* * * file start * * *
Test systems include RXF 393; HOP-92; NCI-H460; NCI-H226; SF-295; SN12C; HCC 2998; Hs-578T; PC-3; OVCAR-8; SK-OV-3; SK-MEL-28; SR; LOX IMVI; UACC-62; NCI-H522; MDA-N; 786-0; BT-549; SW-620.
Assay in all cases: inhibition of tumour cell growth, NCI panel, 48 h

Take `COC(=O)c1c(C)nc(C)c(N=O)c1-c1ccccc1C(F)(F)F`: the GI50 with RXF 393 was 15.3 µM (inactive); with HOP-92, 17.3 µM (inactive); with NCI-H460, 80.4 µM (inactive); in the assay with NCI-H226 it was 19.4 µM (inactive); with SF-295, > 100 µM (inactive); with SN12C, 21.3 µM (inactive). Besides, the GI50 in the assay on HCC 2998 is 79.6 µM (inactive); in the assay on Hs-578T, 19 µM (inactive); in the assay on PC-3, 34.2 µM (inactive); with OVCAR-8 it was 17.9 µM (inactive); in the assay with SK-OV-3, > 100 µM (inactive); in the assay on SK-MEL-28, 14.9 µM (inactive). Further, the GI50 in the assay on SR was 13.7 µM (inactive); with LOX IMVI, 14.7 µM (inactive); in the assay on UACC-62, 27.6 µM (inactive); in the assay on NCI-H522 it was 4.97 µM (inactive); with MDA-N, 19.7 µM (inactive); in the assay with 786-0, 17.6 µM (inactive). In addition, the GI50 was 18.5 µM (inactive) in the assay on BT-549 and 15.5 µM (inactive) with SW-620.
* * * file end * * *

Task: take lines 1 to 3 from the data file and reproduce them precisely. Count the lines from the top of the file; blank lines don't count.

Test systems include RXF 393; HOP-92; NCI-H460; NCI-H226; SF-295; SN12C; HCC 2998; Hs-578T; PC-3; OVCAR-8; SK-OV-3; SK-MEL-28; SR; LOX IMVI; UACC-62; NCI-H522; MDA-N; 786-0; BT-549; SW-620.
Assay in all cases: inhibition of tumour cell growth, NCI panel, 48 h

Take `COC(=O)c1c(C)nc(C)c(N=O)c1-c1ccccc1C(F)(F)F`: the GI50 with RXF 393 was 15.3 µM (inactive); with HOP-92, 17.3 µM (inactive); with NCI-H460, 80.4 µM (inactive); in the assay with NCI-H226 it was 19.4 µM (inactive); with SF-295, > 100 µM (inactive); with SN12C, 21.3 µM (inactive). Besides, the GI50 in the assay on HCC 2998 is 79.6 µM (inactive); in the assay on Hs-578T, 19 µM (inactive); in the assay on PC-3, 34.2 µM (inactive); with OVCAR-8 it was 17.9 µM (inactive); in the assay with SK-OV-3, > 100 µM (inactive); in the assay on SK-MEL-28, 14.9 µM (inactive). Further, the GI50 in the assay on SR was 13.7 µM (inactive); with LOX IMVI, 14.7 µM (inactive); in the assay on UACC-62, 27.6 µM (inactive); in the assay on NCI-H522 it was 4.97 µM (inactive); with MDA-N, 19.7 µM (inactive); in the assay with 786-0, 17.6 µM (inactive). In addition, the GI50 was 18.5 µM (inactive) in the assay on BT-549 and 15.5 µM (inactive) with SW-620.